Pray For the Health of It
By Nick Gerlich

A study recently reported in the media suggests that intercessory prayer for the sick really works. Furthermore, it doesn't even matter if the patients know they're being prayed for, or know the people praying for them.

The study was conducted in 1998 by researchers at the Mid-America Heart Institute at Saint Luke's Hospital in Kansas City. The article was published 25 October 1999 in The Archives of Internal Medicine. A syndicated story circulated by Knight Ridder Newspapers concluded that the study's results offered the most compelling evidence to date of the link between improved health and what is known as "remote intercessory prayer."

The study involved a sample of 990 patients, 524 of whom were randomly assigned to a control group. The remainder, 466, were prayed for daily by five separate people. Seventy-five volunteers, split into groups of five, helped out by praying for specific individuals.

Patients and physicians were not aware of the study or that patients were being prayed for. The volunteers, who prayed away from the hospital, were not told any details about the persons for whom they were praying, other than first names and that the person was ill. Each patient was the unknowing recipient of prayer for 28 days, commencing one day after their admittance to the hospital.

Results from the study revealed that, "The patients who were prayed for just did better," according to William Harris, who led the study. A total of thirty-five factors were examined, including the numbers and types of medications patients needed, whether they needed respirators or pacemakers, the length of their hospital stay, speed of recovery, and also whether the patient lived or died.

Statistically, the results showed that those who were prayed for scored 11-percent better than the control group. The odds of such an occurrence were reported as being 1 in 27.

So, What Can We Make of This?

While this study seems to support the practice of praying for the sick, it does nothing more than trivialize medical research. Unfortunately, people of a religious nature are claiming it as proof positive of the power of prayer. For example, in the Amarillo (TX) Globe-Times publication of this story, the article was amended with remarks from local ministers, each of whom concluded that the study verified the value of Christian prayer. Their Christian anecdotes were now seemingly proven by this one study, destined now to become a landmark in all Christendom.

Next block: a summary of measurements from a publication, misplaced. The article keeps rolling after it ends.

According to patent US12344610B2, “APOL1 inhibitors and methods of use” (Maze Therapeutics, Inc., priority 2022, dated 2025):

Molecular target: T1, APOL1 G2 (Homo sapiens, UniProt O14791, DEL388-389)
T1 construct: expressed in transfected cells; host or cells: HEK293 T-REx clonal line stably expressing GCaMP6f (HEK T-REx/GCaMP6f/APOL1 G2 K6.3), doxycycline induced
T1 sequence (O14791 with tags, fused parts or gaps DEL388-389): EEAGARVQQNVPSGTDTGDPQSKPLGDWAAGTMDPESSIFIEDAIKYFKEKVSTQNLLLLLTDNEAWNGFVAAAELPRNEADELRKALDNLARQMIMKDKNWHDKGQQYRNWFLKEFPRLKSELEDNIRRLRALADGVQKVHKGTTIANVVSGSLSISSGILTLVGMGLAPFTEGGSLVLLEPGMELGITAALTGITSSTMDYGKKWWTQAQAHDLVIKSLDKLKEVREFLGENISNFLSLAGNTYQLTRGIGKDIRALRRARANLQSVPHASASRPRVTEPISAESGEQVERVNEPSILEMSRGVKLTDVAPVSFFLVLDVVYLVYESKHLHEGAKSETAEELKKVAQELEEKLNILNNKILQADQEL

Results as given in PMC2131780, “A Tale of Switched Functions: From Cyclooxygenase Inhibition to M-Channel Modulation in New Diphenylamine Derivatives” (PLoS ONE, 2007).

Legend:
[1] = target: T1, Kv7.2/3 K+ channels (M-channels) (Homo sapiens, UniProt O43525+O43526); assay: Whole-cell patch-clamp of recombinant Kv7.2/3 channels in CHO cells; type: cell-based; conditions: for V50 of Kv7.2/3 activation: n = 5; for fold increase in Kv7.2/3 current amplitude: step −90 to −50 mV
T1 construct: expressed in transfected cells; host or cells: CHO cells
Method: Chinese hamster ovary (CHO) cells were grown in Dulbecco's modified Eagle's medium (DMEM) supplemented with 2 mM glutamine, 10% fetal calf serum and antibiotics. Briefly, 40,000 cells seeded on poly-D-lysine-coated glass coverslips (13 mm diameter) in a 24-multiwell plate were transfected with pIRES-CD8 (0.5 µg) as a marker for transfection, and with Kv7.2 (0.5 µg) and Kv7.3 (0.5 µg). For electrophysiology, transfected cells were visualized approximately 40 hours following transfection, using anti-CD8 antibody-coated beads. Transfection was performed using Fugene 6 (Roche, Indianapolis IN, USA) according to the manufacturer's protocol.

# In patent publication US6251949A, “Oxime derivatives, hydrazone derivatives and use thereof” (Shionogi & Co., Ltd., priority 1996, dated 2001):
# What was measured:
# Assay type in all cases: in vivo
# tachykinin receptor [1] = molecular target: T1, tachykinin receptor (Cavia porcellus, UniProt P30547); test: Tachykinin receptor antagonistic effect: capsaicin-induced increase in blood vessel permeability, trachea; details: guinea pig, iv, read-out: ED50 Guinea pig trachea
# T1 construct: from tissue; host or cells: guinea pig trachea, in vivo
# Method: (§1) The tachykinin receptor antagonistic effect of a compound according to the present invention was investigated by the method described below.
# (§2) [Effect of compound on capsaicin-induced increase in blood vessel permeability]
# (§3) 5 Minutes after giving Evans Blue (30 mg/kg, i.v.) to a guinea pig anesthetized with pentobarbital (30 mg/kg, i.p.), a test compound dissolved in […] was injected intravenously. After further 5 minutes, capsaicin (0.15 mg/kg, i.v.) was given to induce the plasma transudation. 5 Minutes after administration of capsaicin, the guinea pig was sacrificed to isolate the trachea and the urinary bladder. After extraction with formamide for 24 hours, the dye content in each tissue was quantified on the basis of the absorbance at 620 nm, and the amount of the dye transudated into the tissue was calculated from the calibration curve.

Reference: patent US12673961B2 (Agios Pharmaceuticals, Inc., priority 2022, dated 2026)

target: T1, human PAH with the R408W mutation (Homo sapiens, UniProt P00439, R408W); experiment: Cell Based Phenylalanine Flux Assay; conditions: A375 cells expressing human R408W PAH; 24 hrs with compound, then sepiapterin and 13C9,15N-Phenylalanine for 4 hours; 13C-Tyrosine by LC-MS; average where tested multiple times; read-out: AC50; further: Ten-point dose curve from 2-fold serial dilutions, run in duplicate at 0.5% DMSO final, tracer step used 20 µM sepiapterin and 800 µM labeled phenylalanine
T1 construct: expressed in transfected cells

The study suffers from a number of shortcomings, including the following:

  • While the study and its results may be fodder for the pulpit, nowhere in the study did it mention to whom these prayers were directed, be it the Christian God, or anyone else. They were just prayers.
  • What is prayer? Is there a specific way to pray, or does it not matter? And to whom should these prayers be directed? Are they just scattered to the great unknown, and then telepathically received by the beneficiary? How this variable was operationalized needs to be addressed.
  • While it is usually desirable to have sufficiently large samples, it must also be noted that statistical tests are often vulnerable to the law of large numbers. In other words, as samples get larger and larger, even the most minute differences can become statistically significant because the sample size is inversely related to the value of t-statistics and other measures.
  • Does religious persuasion of either the person praying, or the beneficiary, have any effect? Did healings occur across religions? Did deaths and worsening health occur across religions?
  • If the treatment (in this case, prayer) were tangible, it would be easier to accept the results. However, the treatment is intangible, and may vary considerably across supplicants. Furthermore, if the results are indeed true, do the findings then indicate that a person could win the lottery or strike gold on Wall Street, all because some people were secretly pulling for him behind the scenes?
  • What about the patients themselves? What if they did not want to be prayed for? Can we conclude that the volunteer's prayers overcame personal aversion to prayer anyway?
  • There was nothing done to control for external sources of variation. For example, what if a patient (either control or treatment group) had family and friends praying for him? What would this do to the results? Furthermore, nothing was done to measure whether the patient was praying for himself, and whether there may have been any effects from positive thinking.
  • What is causing the results? Are the patients receiving the prayers directly, or is there an intermediary (i.e., God) who receives them, and doles out doses of good health to those specicifically named?
While the results are certainly good for those whose conditions improved, the study does nothing to improve our understanding of the effects of prayer. If anything, it only clouds our view.

As a person of the Christian persuasion, I agree with the practice of prayer. However, I am also a pragmatist, and recognize prayer for what it really is: the well-intentioned, loving best wishes of the supplicant for the beneficiary. There's nothing wrong with praying for someone, because it is one way we show our concern for a person.

As one of my colleagues once remarked, "Prayer is not for God. It's for the person praying." It brings the person closer to his God, and is an outpouring of his heart.

To even attempt to study this phenomenon is stretching the capabilities of the scientific method, and misses the point of prayer. It is impossible to control for all possible sources of variation, and, furthermore, beyond the realm of most theologies to ascertain whether God (whose ever) can be moved to act in response to prayer. More than anything, doctors should stick to healing the way they know how, and leave the subject of prayer to the faithful.

That's my prayer, and I'm sticking to it.